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Publication numberUS5516950 A
Publication typeGrant
Application numberUS 08/389,709
Publication dateMay 14, 1996
Filing dateFeb 14, 1995
Priority dateApr 15, 1994
Fee statusLapsed
Also published asWO1996025381A1
Publication number08389709, 389709, US 5516950 A, US 5516950A, US-A-5516950, US5516950 A, US5516950A
InventorsThomas Piccariello, Gamini Samanaryke
Original AssigneeInsmed Pharmaceuticals, Inc.
Export CitationBiBTeX, EndNote, RefMan
External Links: USPTO, USPTO Assignment, Espacenet
Method for the production of D-chiroinositol
US 5516950 A
The present invention relates to the synthesis of D-chiroinositol from a dialdose, comprising the steps of condensing the dialdose by an acyloin condensation reaction to form an inosose, protecting the carbon atoms at the 2, 3, 4 and 5 positions, reducing the ketone of the inosose and removing the protecting groups. In addition, a method of preparing mannodialdose from mannuronic acid is disclosed.
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We claim:
1. A method for the synthesis of mannodialdose from mannuronic acid comprising the steps of:
a. reacting mannuronic acid with a trisubstituted-boroxin to form a boronate ester; and
b. reducing the boronate ester with dialkylboron to form mannodialdose.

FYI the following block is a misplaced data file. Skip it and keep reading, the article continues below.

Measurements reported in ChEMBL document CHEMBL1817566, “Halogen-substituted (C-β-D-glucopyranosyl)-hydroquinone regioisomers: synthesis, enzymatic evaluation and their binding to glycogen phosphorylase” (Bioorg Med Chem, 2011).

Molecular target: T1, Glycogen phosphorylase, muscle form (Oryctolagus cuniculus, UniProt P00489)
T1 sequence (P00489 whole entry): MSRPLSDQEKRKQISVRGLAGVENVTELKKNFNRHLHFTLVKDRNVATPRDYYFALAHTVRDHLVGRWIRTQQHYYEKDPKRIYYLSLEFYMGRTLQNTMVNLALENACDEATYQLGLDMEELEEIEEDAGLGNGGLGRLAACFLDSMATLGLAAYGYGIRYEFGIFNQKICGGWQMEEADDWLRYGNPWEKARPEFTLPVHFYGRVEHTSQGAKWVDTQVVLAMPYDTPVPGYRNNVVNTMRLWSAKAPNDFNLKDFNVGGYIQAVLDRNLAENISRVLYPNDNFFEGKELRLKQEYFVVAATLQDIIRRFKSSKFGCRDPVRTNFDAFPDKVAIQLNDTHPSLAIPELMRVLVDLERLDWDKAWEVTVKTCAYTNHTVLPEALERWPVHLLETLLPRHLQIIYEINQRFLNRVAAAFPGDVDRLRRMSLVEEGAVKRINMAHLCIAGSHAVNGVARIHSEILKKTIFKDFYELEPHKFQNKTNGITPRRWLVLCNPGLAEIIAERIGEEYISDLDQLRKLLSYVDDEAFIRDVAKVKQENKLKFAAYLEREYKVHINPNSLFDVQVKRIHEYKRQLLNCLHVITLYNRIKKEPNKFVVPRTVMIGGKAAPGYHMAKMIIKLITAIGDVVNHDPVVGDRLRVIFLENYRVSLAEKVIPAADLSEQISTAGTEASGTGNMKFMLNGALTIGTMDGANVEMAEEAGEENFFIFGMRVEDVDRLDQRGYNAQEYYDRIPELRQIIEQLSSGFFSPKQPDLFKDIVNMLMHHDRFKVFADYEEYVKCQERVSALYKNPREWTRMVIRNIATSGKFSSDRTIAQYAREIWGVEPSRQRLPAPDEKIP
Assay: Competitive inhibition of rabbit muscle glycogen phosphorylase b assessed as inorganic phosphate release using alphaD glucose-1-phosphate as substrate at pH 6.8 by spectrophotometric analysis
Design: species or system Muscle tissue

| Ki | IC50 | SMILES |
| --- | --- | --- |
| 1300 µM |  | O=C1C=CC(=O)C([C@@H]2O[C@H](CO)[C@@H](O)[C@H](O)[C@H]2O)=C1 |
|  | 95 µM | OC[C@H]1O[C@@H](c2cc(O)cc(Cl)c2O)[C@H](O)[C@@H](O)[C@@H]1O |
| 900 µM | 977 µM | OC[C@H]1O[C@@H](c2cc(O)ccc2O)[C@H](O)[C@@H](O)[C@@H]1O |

2. The method of claim 1 wherein the substituent on the boroxin is selected from the group consisting of alkyl and aryl groups.
3. The method of claim 1 wherein the substituent on the boroxin is selected from the group consisting of ethyl and methyl.
4. A method for the synthesis of an inosose from a dialdose, comprising condensing the dialdose by an acyloin condensation reaction catalyzed by a thiazolium salt.
5. The method of claim 4 wherein the thiazolium salt is substituted at the 3-position with an alkyl or aryl group.
6. The method of claim 5 wherein the thiazolium salt is substituted at the 3-position with a benzyl group.
7. The method of claim 4 wherein the thiazolium salt is substituted at the 5-position with an alkyl, aryl or halo group.
8. The method of claim 7 wherein the thiazolium salt is substituted at the 5-position with a hydroxyethyl group.
9. The method of claim 4 wherein the dialdose is mannodialdose and the inosose is D-chiroinosose.
10. A method for the synthesis of an inositol from an inosose, comprising the steps of:
a. protecting the carbon atoms at the 2, 3, 4 and 5 positions of the inosose by forming a first five-membered ring which incorporates carbons 2 and 3, and a second five-membered ring which incorporates carbons 4 and 5;
b. reducing the ketone of the inosose to form a diol; and
c. removing the protecting groups by subjecting the diol to acid catalyzed hydrolysis.
11. The method of claim 10 wherein the ketone of the inosose is reduced under equilibrating conditions by refluxing the inosose in the presence of Raney nickel.
12. The method of claim 10 wherein the first and second five-membered rings comprise a carbon ketal and the ketone of the inosose is reduced under kinetic conditions by subjecting it to a hydride transfer reagent.
13. The method of claim 10 wherein the first and second five-membered rings comprise a boron ketal and the ketone of the inosose is reduced under kinetic conditions by subjecting it to a hydride transfer reagent.
14. The method of claim 10 wherein the inosose is D-chiroinosose and the inositol is D-chiroinositol.

This application is a continuation-in-part of U.S. application Ser. No. 08/228,101, filed Apr. 15, 1994, now U.S. Pat. No. 5,406,005.